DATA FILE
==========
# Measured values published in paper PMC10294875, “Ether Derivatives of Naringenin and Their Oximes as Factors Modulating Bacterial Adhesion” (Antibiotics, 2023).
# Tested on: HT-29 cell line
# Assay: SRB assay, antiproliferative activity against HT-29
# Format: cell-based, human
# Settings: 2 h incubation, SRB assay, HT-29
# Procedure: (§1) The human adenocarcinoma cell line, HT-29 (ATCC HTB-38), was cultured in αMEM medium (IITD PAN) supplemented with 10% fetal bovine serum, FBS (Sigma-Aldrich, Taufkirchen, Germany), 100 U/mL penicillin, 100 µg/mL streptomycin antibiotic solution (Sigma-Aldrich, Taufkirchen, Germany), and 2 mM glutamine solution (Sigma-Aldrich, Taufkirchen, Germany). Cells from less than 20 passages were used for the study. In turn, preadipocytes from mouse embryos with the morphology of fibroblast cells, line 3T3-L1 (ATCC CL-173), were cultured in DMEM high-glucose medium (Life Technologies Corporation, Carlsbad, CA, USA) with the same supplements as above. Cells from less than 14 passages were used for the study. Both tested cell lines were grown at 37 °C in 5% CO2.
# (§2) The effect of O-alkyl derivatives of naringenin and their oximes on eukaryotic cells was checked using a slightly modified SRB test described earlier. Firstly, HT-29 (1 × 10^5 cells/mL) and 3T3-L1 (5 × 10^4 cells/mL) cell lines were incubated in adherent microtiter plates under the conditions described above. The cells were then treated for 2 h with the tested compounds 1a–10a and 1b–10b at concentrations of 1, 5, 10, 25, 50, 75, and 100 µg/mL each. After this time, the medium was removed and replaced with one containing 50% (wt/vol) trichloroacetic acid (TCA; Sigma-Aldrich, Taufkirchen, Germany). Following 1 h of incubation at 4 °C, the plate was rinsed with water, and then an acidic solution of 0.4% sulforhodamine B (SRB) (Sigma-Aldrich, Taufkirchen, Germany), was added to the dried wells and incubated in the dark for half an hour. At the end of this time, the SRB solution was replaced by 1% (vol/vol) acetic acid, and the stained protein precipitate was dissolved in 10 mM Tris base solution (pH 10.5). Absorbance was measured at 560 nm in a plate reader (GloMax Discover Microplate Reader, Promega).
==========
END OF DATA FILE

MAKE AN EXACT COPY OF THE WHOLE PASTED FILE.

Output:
# Measured values published in paper PMC10294875, “Ether Derivatives of Naringenin and Their Oximes as Factors Modulating Bacterial Adhesion” (Antibiotics, 2023).
# Tested on: HT-29 cell line
# Assay: SRB assay, antiproliferative activity against HT-29
# Format: cell-based, human
# Settings: 2 h incubation, SRB assay, HT-29
# Procedure: (§1) The human adenocarcinoma cell line, HT-29 (ATCC HTB-38), was cultured in αMEM medium (IITD PAN) supplemented with 10% fetal bovine serum, FBS (Sigma-Aldrich, Taufkirchen, Germany), 100 U/mL penicillin, 100 µg/mL streptomycin antibiotic solution (Sigma-Aldrich, Taufkirchen, Germany), and 2 mM glutamine solution (Sigma-Aldrich, Taufkirchen, Germany). Cells from less than 20 passages were used for the study. In turn, preadipocytes from mouse embryos with the morphology of fibroblast cells, line 3T3-L1 (ATCC CL-173), were cultured in DMEM high-glucose medium (Life Technologies Corporation, Carlsbad, CA, USA) with the same supplements as above. Cells from less than 14 passages were used for the study. Both tested cell lines were grown at 37 °C in 5% CO2.
# (§2) The effect of O-alkyl derivatives of naringenin and their oximes on eukaryotic cells was checked using a slightly modified SRB test described earlier. Firstly, HT-29 (1 × 10^5 cells/mL) and 3T3-L1 (5 × 10^4 cells/mL) cell lines were incubated in adherent microtiter plates under the conditions described above. The cells were then treated for 2 h with the tested compounds 1a–10a and 1b–10b at concentrations of 1, 5, 10, 25, 50, 75, and 100 µg/mL each. After this time, the medium was removed and replaced with one containing 50% (wt/vol) trichloroacetic acid (TCA; Sigma-Aldrich, Taufkirchen, Germany). Following 1 h of incubation at 4 °C, the plate was rinsed with water, and then an acidic solution of 0.4% sulforhodamine B (SRB) (Sigma-Aldrich, Taufkirchen, Germany), was added to the dried wells and incubated in the dark for half an hour. At the end of this time, the SRB solution was replaced by 1% (vol/vol) acetic acid, and the stained protein precipitate was dissolved in 10 mM Tris base solution (pH 10.5). Absorbance was measured at 560 nm in a plate reader (GloMax Discover Microplate Reader, Promega).